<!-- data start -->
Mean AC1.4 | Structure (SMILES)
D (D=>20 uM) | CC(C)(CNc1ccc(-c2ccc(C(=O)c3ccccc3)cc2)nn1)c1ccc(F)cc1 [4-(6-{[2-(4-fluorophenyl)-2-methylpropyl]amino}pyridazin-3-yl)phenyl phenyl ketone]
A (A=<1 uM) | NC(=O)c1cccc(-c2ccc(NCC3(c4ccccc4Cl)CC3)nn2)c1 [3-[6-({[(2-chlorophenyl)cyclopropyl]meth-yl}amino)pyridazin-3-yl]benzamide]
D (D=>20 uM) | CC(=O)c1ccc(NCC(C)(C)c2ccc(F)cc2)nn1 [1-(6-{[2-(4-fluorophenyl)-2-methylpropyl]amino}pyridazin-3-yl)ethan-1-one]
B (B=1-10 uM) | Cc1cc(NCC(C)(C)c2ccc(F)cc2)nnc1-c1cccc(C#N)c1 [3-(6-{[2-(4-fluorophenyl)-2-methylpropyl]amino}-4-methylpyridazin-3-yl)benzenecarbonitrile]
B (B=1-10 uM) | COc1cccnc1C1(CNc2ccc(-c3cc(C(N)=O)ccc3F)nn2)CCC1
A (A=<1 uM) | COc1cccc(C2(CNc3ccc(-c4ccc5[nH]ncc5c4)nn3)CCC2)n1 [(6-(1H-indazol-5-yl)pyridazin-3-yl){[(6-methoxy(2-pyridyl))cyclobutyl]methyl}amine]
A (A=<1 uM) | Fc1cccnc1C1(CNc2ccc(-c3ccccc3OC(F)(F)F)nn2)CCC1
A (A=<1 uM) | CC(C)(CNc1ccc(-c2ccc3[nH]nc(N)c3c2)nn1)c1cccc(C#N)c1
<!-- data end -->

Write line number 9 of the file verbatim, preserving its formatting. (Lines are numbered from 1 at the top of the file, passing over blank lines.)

A (A=<1 uM) | CC(C)(CNc1ccc(-c2ccc3[nH]nc(N)c3c2)nn1)c1cccc(C#N)c1